I was about to leave anyway when someone passed with a tray of mini ice cream cones. I had never seen a mini ice cream cone before. I really like small foods, and this was something that I considered worthwhile. I would get a mini ice cream cone. I would try to get two or three, I decided, and take them to the bathroom and hide in a stall and eat them there and THEN I would go.

So I followed the mini ice cream cones along, through the crowd, and managed to get one. By this point, I was trapped in a corner, so I ate it there. There was only one other person in this corner–a man with a beard in a hat. He looked much like I felt. After eating my ice cream cone and doing all that I possibly could have pretended to be doing on my phone (pre-smart phone, this was not much), I decided to say something to the man.

“This is awful,” I said. “I don’t want to be here.”

“Neither do I,” he said, nodding.

I got the sense that this was the first thing he’d heard all night that he could really get behind. We stood for a while in a pleasant silence, then we talked a bit more about how this was really no good. I explained that I wasn’t famous, and how people looked at my nametag and walked away, and he agreed that that was no good at all. We got along really well, this man and I, and we started to smile. I said that mini ice cream cones were a pretty good thing, and we discussed that and agreed that this was true. The party was bad and forced mingling was bad and being told we had to stay was bad, but mini ice cream cones were something to be appreciated. 

This was going well until someone came over and started doing a heavy schmooze on the man, and in the course of this, I realized the man in the hat was Terry Pratchett. He didn’t wear a tag. He looked uncomfortable with this and gave me a look of apology that said, “It’s come for me. I gotta go.” And I did a “sorry I didn’t know who you were by sight.” Because I knew Terry Pratchett the writer, but didn’t know what he looked like. Good Omens got me through the flu. I read it four times.

Now, perhaps this doesn’t sound like the most impressive encounter, but I’ll tell you what–it set everything right for me. I’ve had to do many, many things like that since. I know more people now. It’s easier. But I appreciated that he didn’t care that I wasn’t famous–that you didn’t have to put on any special airs to be a writer. I could actually be honest about how I felt about things and situations and I could be myself. Be nice, but give no fucks. That is what I got. He made me feel okay, and I always felt okay after that. Somehow? That gave me the confidence to deal with the more public aspects of a job I didn’t particularly understand I had.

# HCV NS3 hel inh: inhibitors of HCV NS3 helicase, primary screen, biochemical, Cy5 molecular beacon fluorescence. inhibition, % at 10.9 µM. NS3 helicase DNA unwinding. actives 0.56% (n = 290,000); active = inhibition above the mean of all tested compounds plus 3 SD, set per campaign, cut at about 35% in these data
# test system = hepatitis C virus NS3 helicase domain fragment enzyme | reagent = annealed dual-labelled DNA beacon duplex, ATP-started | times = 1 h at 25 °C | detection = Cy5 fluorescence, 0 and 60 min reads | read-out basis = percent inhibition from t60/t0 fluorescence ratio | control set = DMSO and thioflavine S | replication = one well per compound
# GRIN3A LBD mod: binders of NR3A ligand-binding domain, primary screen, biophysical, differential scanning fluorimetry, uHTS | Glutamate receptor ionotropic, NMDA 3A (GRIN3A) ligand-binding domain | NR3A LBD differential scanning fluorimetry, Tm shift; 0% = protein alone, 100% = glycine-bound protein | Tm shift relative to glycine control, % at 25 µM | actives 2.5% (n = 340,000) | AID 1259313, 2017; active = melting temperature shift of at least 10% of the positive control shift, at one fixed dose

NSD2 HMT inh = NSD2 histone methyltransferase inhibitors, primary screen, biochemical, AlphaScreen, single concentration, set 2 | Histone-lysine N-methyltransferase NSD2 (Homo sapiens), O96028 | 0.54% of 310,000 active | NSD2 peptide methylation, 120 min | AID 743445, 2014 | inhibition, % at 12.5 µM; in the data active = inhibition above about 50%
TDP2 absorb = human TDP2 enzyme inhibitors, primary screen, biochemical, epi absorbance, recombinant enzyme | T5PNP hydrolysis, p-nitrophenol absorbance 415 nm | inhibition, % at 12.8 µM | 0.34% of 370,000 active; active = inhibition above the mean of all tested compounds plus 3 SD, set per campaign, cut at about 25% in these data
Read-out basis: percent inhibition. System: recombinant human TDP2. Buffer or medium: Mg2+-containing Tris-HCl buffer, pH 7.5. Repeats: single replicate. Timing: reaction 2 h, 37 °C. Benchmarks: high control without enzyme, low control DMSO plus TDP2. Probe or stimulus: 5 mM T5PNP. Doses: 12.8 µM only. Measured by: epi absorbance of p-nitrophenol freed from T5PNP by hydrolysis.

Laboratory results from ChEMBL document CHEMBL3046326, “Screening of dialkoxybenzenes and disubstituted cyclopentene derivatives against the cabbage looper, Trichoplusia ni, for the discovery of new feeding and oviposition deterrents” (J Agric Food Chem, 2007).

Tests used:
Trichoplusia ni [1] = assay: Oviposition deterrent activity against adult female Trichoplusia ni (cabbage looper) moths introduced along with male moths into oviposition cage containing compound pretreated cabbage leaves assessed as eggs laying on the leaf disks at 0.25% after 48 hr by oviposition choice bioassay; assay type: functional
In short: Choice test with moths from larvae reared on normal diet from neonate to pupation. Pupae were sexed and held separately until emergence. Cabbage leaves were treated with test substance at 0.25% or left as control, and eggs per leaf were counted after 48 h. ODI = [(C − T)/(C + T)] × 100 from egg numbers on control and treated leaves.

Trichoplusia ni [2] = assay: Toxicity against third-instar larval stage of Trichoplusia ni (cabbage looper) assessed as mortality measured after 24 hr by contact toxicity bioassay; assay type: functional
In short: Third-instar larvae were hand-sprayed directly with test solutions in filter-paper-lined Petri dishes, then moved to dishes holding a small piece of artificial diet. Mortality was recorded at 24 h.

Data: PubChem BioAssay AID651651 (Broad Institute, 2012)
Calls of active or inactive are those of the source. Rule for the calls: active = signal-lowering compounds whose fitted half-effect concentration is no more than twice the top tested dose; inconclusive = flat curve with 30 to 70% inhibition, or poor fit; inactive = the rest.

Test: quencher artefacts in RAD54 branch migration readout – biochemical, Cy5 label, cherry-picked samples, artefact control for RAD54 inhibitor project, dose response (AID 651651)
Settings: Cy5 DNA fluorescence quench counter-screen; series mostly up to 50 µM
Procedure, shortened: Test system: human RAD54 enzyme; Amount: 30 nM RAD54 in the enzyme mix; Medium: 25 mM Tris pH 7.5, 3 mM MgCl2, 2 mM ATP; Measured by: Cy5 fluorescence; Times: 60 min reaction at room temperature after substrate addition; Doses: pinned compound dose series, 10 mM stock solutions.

As it turns out, publishing is not evil or particularly scary. Most people at these big events feel pressure. I can enjoy these things more now. May I never ignore someone because of their nametag. And sometimes, you have to take the tiny ice cream cone and run, especially if it is a fine summer night.

Thanks, Terry Pratchett for hating that party with me. It meant a lot. 

Terry Pratchett

A lot of people have been messaging me, in various forms or another, because Terry Pratchett has died.
To those who don’t know, Pratchett was probably the biggest inspiration for… any of my things. So much of his writing not only influenced me when I was younger, but a big part of Nanosteam’s world especially comes from his writing (I’ve often said that I want Nanosteam to be considered a sci-fi Discworld). I don’t think half my stuff would be what it was without Discworld.
I got to meet him a few years ago, and it really was an amazing experience. We mostly talked about TES, and modding. I’ll get to that later.
The thing about Pratchett is that he really was a one-of-a-kind person. Many people, authors especially, aren’t often the same personality writing their books. But Pratchett, even just talking, was ever bit as clever, whimsical, and brilliant as his books were.
He was the kind of man to sit down and just talk for an hour with a wide-eyed fan, heck he did just that, and those who know his personal life knew that he was a big proponent of a lot of things, especially the importance of fantasy in people’s lives.
More than that, his books were something else, cynical yet at the same time wide-eyed and optimistic, that managed to have every single fantasy cliche in them yet were wholly amazingly original. They were books that managed to take absolute advantage of the medium they were in, and showed me that world-building wasn’t just about how a setting and characters looked, but how they felt and acted. Pratchett gave us incredible characters with various ways of talking, and made us fall in love with tyrants, thieves, maniacs, and Death itself.